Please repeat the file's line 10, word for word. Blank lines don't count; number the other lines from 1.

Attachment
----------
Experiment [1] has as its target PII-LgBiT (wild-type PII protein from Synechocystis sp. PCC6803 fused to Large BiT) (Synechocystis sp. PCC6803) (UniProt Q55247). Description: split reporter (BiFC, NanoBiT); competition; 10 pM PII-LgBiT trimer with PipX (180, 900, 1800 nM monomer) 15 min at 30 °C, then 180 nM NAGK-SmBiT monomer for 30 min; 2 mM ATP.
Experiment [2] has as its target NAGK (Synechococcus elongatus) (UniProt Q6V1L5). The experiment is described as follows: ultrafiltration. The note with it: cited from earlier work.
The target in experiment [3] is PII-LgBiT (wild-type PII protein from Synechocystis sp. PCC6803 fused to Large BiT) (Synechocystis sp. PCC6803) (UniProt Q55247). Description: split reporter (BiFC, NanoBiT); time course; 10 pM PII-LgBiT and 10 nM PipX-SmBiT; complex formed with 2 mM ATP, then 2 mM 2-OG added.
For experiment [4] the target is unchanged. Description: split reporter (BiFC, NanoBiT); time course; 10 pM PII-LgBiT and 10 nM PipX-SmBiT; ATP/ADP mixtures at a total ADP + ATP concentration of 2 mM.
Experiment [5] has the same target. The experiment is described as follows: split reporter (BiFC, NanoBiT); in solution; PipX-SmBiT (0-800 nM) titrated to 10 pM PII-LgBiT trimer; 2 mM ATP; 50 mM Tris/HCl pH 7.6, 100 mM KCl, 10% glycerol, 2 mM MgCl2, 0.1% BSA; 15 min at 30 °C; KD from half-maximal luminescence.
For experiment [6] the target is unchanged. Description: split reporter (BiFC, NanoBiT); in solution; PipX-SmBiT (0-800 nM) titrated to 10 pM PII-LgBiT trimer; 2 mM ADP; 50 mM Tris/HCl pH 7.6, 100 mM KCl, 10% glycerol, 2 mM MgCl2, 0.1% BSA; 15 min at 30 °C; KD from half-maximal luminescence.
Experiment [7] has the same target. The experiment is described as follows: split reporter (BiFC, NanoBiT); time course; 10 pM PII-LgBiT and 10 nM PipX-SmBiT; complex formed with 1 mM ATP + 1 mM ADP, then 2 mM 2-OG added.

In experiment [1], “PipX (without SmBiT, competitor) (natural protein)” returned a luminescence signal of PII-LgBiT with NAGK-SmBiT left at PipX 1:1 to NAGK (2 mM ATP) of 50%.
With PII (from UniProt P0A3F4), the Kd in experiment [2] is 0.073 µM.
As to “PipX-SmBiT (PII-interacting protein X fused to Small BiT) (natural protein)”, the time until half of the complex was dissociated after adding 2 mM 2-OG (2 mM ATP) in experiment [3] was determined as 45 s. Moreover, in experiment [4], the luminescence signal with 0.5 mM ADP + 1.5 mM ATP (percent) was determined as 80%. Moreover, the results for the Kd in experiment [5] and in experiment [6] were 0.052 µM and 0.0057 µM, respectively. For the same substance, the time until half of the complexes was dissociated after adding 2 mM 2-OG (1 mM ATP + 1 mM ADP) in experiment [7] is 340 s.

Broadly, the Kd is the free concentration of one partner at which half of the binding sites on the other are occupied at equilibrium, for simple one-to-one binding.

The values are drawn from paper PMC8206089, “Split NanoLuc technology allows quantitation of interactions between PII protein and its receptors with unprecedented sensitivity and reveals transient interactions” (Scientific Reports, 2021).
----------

As to “PipX-SmBiT (PII-interacting protein X fused to Small BiT) (natural protein)”, the time until half of the complex was dissociated after adding 2 mM 2-OG (2 mM ATP) in experiment [3] was determined as 45 s. Moreover, in experiment [4], the luminescence signal with 0.5 mM ADP + 1.5 mM ATP (percent) was determined as 80%. Moreover, the results for the Kd in experiment [5] and in experiment [6] were 0.052 µM and 0.0057 µM, respectively. For the same substance, the time until half of the complexes was dissociated after adding 2 mM 2-OG (1 mM ATP + 1 mM ADP) in experiment [7] is 340 s.